In this week’s blog, Helen Comerford, Owner/Manager of Alanna Playschool, Tirmoghan, Donadea, Co. Kildare, and LINC graduate, describes how real life events in May 2018 inspired the children in her setting to hold their own children’s referendum.



My name is Helen Comerford, Owner/Manager of Alanna Playschool, Tirmoghan, Donadea Co. Kildare. Our daily routine during circle time is to encourage discussions and conversations around what the children may have seen or things they may have participated in as a family. It was during this discussion one morning that the topic of  “YES cards” (posters) on telephone poles came about. One little boy was in the car when his parents were dropping his sister to school and had seen a lot of posters hanging outside. “What are they doing on a pole?” he had asked.  Another child heard him ask me this and added that he had seen them on a drive with his granny when she was going to Supervalu. Upon hearing this I got a piece of paper and wrote the words YES and NO and showed it to the children. I asked if they had seen these words. Lots of little heads started nodding up and down and some more children started saying that they had also seen those words up on poles. “Why are they up on the poles?” the children had asked. I explained that our country was going to hold a referendum and took out a map of Ireland to show the children, making sure to point out Kildare.  Each child had wanted to say that big word REF-ER-EN-DUM, and to their credit, it was pitch perfect from all of the children.

I explained to them that a referendum would bring about a change in our law (our rules) for Ireland. Mammies, daddies, carers and guardians would go to a school hall to decide YES or NO to change the law. The posters up on poles outside schools were so that mammies, daddies, carers and guardians could see them and decide whether they were for or against this change. We need our laws, I explained. When we are out for a drive with our parents and we are in the car, we have our seat belt on and if we see a red traffic light, we stop and wait for the light to turn green before we move off.  Those are examples of some of our laws.  The children asked if their mammy or daddy could vote. “Can I vote?” asked one child.

I told the children that you need a voting card to vote in a referendum and asked if they would like to make some and hold their own referendum. “YES”, the children shouted and we all came together to decide on the law that we would put to a vote. After some deliberation it was decided that the children would vote to be allowed to bring in their own toys to play with for one day only.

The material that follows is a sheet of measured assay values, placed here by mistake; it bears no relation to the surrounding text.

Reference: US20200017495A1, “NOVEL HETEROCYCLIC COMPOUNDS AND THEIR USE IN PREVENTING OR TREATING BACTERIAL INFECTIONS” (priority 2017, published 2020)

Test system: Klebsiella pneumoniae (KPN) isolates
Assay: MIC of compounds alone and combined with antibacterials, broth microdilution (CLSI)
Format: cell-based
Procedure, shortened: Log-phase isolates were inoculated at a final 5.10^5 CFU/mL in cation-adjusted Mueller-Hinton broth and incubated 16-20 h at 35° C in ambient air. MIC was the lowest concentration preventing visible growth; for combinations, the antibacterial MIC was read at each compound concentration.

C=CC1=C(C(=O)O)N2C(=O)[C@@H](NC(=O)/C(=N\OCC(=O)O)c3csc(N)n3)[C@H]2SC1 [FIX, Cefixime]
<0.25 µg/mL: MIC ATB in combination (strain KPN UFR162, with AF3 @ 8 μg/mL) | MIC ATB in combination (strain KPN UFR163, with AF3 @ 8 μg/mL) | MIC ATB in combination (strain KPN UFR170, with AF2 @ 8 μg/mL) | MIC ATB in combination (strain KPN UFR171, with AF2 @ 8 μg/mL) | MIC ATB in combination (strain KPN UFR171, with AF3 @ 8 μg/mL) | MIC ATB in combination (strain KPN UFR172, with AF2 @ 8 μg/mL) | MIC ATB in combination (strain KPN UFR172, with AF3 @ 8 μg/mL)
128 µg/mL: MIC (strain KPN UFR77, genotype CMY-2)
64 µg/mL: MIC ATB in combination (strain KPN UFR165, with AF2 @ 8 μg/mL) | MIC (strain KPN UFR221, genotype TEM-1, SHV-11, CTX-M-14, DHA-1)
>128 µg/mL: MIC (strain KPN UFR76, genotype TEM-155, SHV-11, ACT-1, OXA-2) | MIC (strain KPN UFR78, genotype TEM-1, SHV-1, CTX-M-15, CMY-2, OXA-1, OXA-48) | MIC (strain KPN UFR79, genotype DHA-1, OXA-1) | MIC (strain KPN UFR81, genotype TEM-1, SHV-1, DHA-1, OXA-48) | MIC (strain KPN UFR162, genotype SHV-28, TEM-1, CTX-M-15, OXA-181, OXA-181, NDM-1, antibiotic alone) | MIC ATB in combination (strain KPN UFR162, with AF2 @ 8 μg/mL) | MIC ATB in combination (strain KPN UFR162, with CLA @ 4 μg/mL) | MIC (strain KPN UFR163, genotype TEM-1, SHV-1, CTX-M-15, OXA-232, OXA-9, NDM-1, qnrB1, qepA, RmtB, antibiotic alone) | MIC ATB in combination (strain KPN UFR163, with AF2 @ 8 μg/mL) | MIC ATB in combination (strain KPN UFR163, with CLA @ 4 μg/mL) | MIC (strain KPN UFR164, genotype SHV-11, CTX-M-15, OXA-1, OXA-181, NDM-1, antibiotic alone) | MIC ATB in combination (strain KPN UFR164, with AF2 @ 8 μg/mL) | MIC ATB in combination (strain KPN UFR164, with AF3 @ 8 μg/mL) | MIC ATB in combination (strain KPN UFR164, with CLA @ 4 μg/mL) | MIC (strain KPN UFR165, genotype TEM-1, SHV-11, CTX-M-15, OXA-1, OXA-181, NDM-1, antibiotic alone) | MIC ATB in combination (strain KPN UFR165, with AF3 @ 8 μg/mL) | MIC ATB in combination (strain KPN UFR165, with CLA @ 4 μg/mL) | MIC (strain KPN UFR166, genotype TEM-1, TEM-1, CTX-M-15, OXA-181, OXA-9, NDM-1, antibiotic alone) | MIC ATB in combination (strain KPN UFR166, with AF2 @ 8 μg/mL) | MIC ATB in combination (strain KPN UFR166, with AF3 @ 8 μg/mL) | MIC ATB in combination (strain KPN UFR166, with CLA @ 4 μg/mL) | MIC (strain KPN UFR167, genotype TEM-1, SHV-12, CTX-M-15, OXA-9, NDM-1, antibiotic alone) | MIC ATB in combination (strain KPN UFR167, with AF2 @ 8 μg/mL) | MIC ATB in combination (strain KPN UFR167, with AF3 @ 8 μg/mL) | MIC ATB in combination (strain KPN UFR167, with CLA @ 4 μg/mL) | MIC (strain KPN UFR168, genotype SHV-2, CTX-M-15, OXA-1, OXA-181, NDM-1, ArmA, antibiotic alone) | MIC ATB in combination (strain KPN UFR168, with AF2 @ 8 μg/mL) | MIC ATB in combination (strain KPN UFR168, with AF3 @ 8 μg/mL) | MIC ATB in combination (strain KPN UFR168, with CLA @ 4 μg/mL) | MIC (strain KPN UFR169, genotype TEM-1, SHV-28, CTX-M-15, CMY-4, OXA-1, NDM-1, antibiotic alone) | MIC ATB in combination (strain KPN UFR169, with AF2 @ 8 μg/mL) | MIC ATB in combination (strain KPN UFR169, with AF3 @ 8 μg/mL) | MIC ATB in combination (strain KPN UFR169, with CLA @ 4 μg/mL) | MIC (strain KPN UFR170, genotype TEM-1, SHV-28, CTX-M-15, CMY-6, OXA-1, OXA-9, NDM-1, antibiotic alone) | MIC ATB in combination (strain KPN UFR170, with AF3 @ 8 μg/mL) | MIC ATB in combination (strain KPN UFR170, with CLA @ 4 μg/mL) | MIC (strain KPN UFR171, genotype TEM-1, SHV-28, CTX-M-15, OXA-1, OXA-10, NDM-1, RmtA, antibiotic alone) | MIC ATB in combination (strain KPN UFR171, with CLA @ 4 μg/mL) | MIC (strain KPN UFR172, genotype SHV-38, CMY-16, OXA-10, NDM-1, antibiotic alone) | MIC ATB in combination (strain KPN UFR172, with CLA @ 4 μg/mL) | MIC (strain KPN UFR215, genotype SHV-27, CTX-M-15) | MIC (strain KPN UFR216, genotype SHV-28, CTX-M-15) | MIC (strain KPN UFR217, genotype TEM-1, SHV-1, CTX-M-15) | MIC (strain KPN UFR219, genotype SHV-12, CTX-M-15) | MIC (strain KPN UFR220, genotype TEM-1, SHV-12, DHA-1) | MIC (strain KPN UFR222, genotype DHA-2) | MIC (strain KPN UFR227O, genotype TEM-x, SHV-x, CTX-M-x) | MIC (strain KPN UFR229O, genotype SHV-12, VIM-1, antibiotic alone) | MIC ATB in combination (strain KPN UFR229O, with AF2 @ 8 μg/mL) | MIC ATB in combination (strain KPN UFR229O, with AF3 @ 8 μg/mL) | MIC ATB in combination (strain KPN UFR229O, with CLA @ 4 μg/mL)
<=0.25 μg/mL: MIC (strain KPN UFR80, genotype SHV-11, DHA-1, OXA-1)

“Can we bring in our own toys to play with for one day only?”

Vote YES to bring in your own toys to play with.

Vote NO to not be allowed bring in any toys to play with.

Once this was decided we asked the children what was needed for our referendum to take place. We would need those YES and NO cards, a table and some chairs, a list of names, and a box to put our cards into. With a little help the voting cards were ready. Some of the children moved furniture around and one child picked up our roll book, this could be used to decide who could vote.  Another child ran and got our post-box, which doubles as our post-box for the post-man, Santa and the Elf on the Shelf.

A note was sent out to parents explaining our emerging interest story and asking for their support on Thursday 24th May 2018 at 9.00am. It also informed them that a decision would be available at 12.00 noon. It was hoped that the YES side would win the referendum and that the children would be allowed to bring in their own toys on Friday 25th May, 2018.

The morning of our referendum had arrived. The parents were as excited and engaged as the children. That morning the parents had been seeking confirmation from their children as to what way they would vote. “YES, you have to put YES!” they had shouted. By 9.20am our ballot box was overflowing and ready to be counted. The children poured the votes onto the table. There was a silence in the room that was unheard of for that time of the morning. The children started to count 1,2,3,4,….

The results were in:

37 = YES,

2 = NO

1 spoilt vote.

The roof lifted with “HURRAY!!!”. Shortly afterwards the children started discussing what toys they were going to bring in to play with the next day.

This activity engaged every child. It started with one child’s observations, and began to blossom as another child who had been listening recalled their own experience. It is important as early years teachers to explore a child’s emerging interest by providing and linking positive and real experiences using the Aistear Themes of Communicating, Exploring and Thinking.

The LINC programme would like to express its sincere thanks to Helen for sharing her experience with us. Applications for the 2021/12022 LINC Programme are currently open. for more visit this page on our website www.lincprogramme.ie/apply-now.